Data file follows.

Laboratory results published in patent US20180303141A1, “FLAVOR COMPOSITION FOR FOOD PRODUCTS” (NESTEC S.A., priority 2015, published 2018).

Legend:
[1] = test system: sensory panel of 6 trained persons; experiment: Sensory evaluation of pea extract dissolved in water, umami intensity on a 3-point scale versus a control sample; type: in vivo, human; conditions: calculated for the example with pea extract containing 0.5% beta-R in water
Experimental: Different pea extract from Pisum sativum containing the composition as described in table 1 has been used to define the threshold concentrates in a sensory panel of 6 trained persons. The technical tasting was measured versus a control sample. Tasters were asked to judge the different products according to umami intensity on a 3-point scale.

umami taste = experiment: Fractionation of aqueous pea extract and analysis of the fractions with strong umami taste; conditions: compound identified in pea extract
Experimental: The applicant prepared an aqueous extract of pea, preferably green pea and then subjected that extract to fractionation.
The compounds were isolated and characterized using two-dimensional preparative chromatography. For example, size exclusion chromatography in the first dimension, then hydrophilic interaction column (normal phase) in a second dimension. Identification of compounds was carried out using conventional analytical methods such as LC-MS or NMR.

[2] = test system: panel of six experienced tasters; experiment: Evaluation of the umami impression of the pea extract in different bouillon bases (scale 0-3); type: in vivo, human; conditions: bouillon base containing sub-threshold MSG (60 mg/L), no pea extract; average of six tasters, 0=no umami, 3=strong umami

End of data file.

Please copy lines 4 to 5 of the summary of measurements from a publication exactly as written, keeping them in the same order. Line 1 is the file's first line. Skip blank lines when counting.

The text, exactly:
Experimental: Different pea extract from Pisum sativum containing the composition as described in table 1 has been used to define the threshold concentrates in a sensory panel of 6 trained persons. The technical tasting was measured versus a control sample. Tasters were asked to judge the different products according to umami intensity on a 3-point scale.

umami taste = experiment: Fractionation of aqueous pea extract and analysis of the fractions with strong umami taste; conditions: compound identified in pea extract